Vajragoni is right. All the teachings, even other traditions, urge losing self grasping. Especially buddhism though. That’s why so many big egos in the zen world tell other people not to have a big ego.
If we’ve reached an impasse, would anyone care to broach the subject of “lesser able”? This seems to be implied in Buddha’s graduated scale of teachings, notions of merit and paramitas and so on.
And yet there seems to be this compulsive doctrinal impulse within buddhism and particularly zen, to _point out_ ego as a matter of practice (as opposed to _find out_), I.e. differentiate, conceptualize, or reify ego. I see this quite frequently in dharma discussions, and it seems fruitful to explore the dialectic in context both of ungoverned ego consciousness and the hobby of ego denial.
What of the almost neurotic mental habit many buddhists seem to have of focusing on this as a central feature of practice in exclusion of seeing the whole teachings. Is not avid self denial as pernicious as ego affirmation? Where then fits the notion of progressive practice at all in transcendence of comparison and very thought itself?
n. yeti interesting comments. The Tibetan tradition is terra incognita to me, I admit
The Tibetan framework is truly comprehensive, just like Tiantai. Tiantai was truly Catholic – universal, systematizing
The posit of a transcendent One is the essence of the Separate teaching.
from the POV of the Integrated Teaching though, Arjuna becomes even more Arjuna upon this self-transcendence. He doesnt evaporate overhead into a haze.
A thing transcends itself precisely by fully being/becoming itself. “X” means exactly “transcends X”. Everything is identical with its own self-transcendence. This truth is hidden by identifying things with other things. A dharma-position is thus obscured.
a businessman in a hurry walks through the park, the grass, the trees, the sky – they are all background noise, unnoticed, a visual annoyance at best. But imagine the same park seen through the eyes of a poet or a painter – he sits there for six hours straight contemplating. the grass starts to speak, so to speak, its green-ness its grass-ness its presence becomes absolute, all embracing. As soon as he activates the concept-forming mind and says “oh, this grass is inspiring” the grass is already something else. It is inspiring. it is beautiful … if he allowed the contemplation to go to the end, the grass to overflow the universe with its grassness, to become the arche of existence, then the grass would interpenetrate with everything and EXACTLY AS GRASS transcend grass, and transcend everything else, transcend mind
The Separate Teaching says All is Mind. The Integrated teaching agrees. But the Integrated teaching adds: also, All is Grass. All is Cicadas. All is Captchas. All is Tozen.
This is preposterous and unacceptable to the Separate Teaching. I think the Gitas magnificence is precisely that it goes through all these stages. Arjuna transcends himself (sees Mind) but then transcends transcendence itself and goes “back into the battlefield” as more X than X. More Arjuna than Arjuna. Not non-Arjuna but hyper-Arjuna!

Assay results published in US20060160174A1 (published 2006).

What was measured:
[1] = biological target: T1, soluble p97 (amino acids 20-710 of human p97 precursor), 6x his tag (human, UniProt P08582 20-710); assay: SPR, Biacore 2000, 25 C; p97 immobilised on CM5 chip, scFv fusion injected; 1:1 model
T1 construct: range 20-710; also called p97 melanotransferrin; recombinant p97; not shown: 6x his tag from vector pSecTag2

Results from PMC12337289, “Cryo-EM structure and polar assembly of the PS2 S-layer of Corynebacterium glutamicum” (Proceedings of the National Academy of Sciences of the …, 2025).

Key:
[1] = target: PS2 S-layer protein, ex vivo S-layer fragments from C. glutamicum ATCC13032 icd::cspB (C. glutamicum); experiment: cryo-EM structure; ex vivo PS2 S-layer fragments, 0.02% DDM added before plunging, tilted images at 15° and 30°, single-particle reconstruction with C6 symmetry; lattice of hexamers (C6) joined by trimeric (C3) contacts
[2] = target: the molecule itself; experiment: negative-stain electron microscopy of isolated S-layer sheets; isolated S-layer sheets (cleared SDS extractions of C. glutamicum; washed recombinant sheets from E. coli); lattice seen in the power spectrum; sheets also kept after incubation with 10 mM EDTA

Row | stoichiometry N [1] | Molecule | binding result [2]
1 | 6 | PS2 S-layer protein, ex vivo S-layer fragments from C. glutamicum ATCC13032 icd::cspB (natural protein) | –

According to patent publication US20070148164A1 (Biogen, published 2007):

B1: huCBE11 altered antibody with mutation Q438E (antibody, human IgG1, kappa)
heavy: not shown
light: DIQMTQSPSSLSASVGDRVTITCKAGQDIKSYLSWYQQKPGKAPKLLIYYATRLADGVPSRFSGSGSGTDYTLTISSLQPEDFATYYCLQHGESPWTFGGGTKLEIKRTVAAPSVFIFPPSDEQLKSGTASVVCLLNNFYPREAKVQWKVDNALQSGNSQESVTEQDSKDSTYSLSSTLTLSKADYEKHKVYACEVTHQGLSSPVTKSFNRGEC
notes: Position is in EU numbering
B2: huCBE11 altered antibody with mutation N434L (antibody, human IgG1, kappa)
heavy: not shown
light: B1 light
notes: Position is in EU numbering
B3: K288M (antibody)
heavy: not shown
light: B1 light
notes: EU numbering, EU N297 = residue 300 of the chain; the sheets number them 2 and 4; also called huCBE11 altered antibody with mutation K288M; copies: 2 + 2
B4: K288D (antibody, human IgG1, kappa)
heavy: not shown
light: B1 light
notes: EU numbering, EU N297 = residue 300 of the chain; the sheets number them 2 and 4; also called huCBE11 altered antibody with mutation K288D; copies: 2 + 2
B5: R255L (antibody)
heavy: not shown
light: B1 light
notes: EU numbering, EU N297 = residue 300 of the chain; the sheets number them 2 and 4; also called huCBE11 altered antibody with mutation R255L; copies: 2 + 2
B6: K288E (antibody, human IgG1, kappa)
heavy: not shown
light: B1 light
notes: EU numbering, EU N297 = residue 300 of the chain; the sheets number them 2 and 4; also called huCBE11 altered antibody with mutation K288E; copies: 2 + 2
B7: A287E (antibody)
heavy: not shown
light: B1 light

I liked your comment about comparison. I see myself always as the lowest of all Buddhist practitioners, without comparing myself to others. But this Mahayana Way is very inclusive even of us failures. Look at me, I am not even a stream entrer and I am training a 9th Level Bodhisattva. Next life he can be buddha because of me. That is why I have to remain stubborn, arrogant and unenlightened, for his sake, for his training.
Buddha also advised against false humility. I am not suggesting anything by the way. Just pointing out that I think we should have some awareness of what the spiritual priorities are, and be very honest with ourselves what is our problem. For just one example, for much of my early years it was anger. I walked around an angry man, not because I lacked compassion but because I was totally ignorant of how to tame my own mind. With right understanding, with practice, this anger got weaker and weaker. Now I can say with perfect honesty, anger no longer chains my action and my views. I think this is worth understanding, not through the eyes of pride, but in gratitude to the buddhas who showed the way. One sign of spiritual maturity is feeling joyous at the progress of others. But we may also be honest with ourselves, and find courage from our own progress. One cannot hold to spiritual ambition and still celebrate other’s accomplishments, due to envy or comparisons. So neither being false proud, nor falsely humble, but genuine, authentic, with an open mind, not stuck on either side of pride. We should recognize our difficulties arise from mind and nowhere else. If others succeed before us, this is good, it can raise faith. If we succeed first, this is good, it can raise others’ faith.
What is a spiritual accomplishment?
In my opinion, that which leads to, manifests, or creates freedom can be considered an accomplishment. But this is not an accomplishment in the worldly sense of dualistic gain. When we cut the bonds to anger, greed, envy, lust, restlessness, pride, falsehood, and even the very desire to exist or to be anihilated, all negative mental states and bewilderment, the action (karma) which breaks these chains is accomplished, or upaya, most especially when it arises spontaneously through the shedding of centuries of ignorance. I think it is clear there may be such accomplishments in practice, otherwise it would be a nihilistic endeavor fraught with grim sorrow.
What about the bonds of love, acceptance, good will, altruism, beatitude, calm, truthfulness, and the desire for Nirvana? These chains are even harder to break ,because they’re invisible, and not recognized as chains.
There’s also the bond of freedom … what is freedom after all? How do you understand it? What makes you think you’re not absolutely free already?
Buddhism is a progressive practice. Cultivating perfections is karma yoga that helps uproot the seeds of habit energy. You need to know for yourself what this means. How do I know? Because there are patterns in anyone’s life, we see them occur again and again. When something changes in your mind amid these patterns, this awareness should tell you something. Take your cues from what goes on in your life.
Instead of answering, you teach, you instruct. Do you want to have you own ashram some day?